Families across Puerto Rico are suffering major water, fuel, and food shortages due to the devastating impact of Hurricane Fiona. USI has made a commitment to supporting these families, and you can too through our donation link.
By: Kristie Stutler
Each year, tourists flock to Puerto Rico to enjoy the natural wonders, cultural and historical buildings, and 300 miles of coastline that boasts some of the most beautiful beaches Mother Nature has to offer. Even in 2020, with all that was happening in the world, nearly 3 million people made their way to this beautiful island.
Beauty Meets Disaster
But the beauty of the island does little to make up for the fact that Puerto Rico is also prey to repeated natural disasters. The death toll from Category 5 Hurricane Maria in 2017 was over 3000. Then in January 2020, a 6.4 earthquake destroyed the Southwest part of the island, further aggravating the infrastructure of schools, employment, and housing for families. This was right before the rise of COVID-19 which impacted the world. However, in Puerto Rico, the pandemic led to a complete lockdown of the entire island affecting primary sources of income for Puerto Ricans such as education, food distribution, health services, and tourism, which in Puerto Rico equates to about 5.5 billion dollars annually.
On Friday, September 16th, this ever-resilient island was hit with heavy rainfall which confirmed islanders’ worst fears—that it was only a preview of what was to come. By Sunday, Hurricane Fiona had made landfall leaving devastating flooding and landslides in her wake. The 130-mile winds knocked out power, left families without access to water, and once again created a basic needs crisis. This disaster will undoubtedly impact the economic viability of the people who live there and the island as a whole. That is an issue that will have to be left for another day. Every day since Sunday has been filled with much more important matters.
Commitment to Families
Since August 2019, USI has been supporting over 500 families in Bayshore Villas and Renaissance Square in San Juan and Villas at Emerald Vistas in Caguas. As an organization that works in distressed communities undergoing revitalization, the dedicated staff of USI is accustomed to working with families in crises.
But once again, our staff on the ground find themselves in a situation eerily similar to the early days of COVID, responding to the emergent needs of the community, in a crisis that also impacts them as people. Over 40% of the island does not have water and up to 90% do not have power. On top of that, the percentage of families who are experiencing extensive emotional disturbance or traumatization is surely much higher. Like the economic toll, the trauma toll becomes a matter that will have to wait. At least until the devastation of the day no longer demands our undivided attention.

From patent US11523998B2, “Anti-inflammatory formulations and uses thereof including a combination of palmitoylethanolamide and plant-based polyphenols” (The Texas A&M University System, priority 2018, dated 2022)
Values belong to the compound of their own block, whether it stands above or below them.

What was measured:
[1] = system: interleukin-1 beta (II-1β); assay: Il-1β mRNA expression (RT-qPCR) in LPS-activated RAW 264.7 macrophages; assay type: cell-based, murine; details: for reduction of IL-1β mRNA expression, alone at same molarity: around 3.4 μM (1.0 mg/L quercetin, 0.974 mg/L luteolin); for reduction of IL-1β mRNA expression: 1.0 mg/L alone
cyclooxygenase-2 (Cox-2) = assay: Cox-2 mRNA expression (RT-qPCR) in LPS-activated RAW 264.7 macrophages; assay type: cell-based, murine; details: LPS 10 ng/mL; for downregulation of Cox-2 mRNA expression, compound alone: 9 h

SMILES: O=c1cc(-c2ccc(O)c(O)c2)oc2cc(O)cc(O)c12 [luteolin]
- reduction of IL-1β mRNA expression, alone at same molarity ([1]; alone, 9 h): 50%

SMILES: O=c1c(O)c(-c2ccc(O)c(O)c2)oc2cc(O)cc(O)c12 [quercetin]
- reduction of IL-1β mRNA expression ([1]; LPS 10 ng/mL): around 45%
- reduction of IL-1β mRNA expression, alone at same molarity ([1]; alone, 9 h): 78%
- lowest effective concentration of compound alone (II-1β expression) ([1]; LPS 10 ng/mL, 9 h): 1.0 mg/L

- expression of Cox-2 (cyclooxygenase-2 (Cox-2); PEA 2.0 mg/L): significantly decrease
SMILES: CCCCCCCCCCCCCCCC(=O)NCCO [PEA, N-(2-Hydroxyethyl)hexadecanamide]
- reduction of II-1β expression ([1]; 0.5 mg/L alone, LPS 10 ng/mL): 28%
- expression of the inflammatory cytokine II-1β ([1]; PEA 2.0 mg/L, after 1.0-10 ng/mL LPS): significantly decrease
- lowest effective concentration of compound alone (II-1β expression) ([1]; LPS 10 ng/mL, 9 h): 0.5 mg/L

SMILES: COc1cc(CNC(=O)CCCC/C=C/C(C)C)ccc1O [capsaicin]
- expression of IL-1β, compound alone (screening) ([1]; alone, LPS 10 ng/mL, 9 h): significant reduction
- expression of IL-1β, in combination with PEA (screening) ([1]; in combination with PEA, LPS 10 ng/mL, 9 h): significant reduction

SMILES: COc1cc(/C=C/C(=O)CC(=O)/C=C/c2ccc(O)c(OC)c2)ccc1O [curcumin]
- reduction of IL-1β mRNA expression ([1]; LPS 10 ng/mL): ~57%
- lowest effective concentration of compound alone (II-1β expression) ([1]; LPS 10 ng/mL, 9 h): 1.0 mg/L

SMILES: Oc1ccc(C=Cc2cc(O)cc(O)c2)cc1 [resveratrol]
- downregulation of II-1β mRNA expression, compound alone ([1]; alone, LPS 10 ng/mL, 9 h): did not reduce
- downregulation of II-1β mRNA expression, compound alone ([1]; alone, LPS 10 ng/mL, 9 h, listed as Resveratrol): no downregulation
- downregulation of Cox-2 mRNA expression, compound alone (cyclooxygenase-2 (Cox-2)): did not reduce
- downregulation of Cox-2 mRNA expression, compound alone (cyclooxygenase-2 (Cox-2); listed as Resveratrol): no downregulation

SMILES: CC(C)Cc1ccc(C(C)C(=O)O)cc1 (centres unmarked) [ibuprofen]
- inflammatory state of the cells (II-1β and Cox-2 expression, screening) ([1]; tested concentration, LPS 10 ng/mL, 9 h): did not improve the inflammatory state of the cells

What USI is Doing on the Ground
Since Sunday, September 18th, our staff has worked tirelessly, mobilizing resources and connecting with partners to ensure that families’ basic needs are met. Securing families’ access to food, water, needed medications, and support are all top priorities. The island is also facing a diesel outage, so the staff was able to procure one last dispatch of diesel per property which will continue to provide energy to our residents through generators at our community centers.
USI is fortunate to have amazing partners like Juan Carlos Colon, who are always willing to help however they can. Juan is the owner of Centro Ahorros chain grocery store at Renaissance Square, which staff contacted to purchase boxes of water through the supermarket. He was not only willing to oblige but also willing to assist with food as available.
Our staff are working with residents to set up a community kitchen and distribute hot meals for impacted families. In Renaissance Square, residents in collaboration with the Iniciativa Comunitaria organization coordinated delivery of hot meals for 60+ households (impacting around 32 families). Meal delivery will continue to happen while Puerto Rico remains in an emergency status. This level of outreach will continue in the unrelenting 100-degree heat until the needs of the day subside.
And then…we will have to contend with the economic fallout and the trauma toll that is all too familiar and unfortunately all too often neglected.
Now and then, let us not forget Puerto Rico.
How You Can Help Right Now:
We suggest donating to the Hispanic Federation or directly to USI families living in Renaissance Square and Bayshore Villas in San Juan and Villas at Emerald Vistas in Caguas.
Your donations would directly provide families access to basic needs like food, water, medicine, and fuel. We are not forgetting Puerto Rico in our commitment to ALL families will be stable and thriving, and you don’t have to either.
About the Author: Kristie Stutler is the Vice President for Policy and Influence at USI. She has a Masters of Science in Social Work, 16 years of experience working with system-involved youth, and 3 years of experience leading statewide juvenile justice reform in Kentucky. Prior to her current position at USI, she was the Southern Regional Vice President. Kristie is a graduate of the Annie E. Casey Children and Family Fellowship, is a Certified Meyers-Briggs Type Indicator (MBTI) Practitioner, and is certified in Diversity and Inclusion through Cornell University.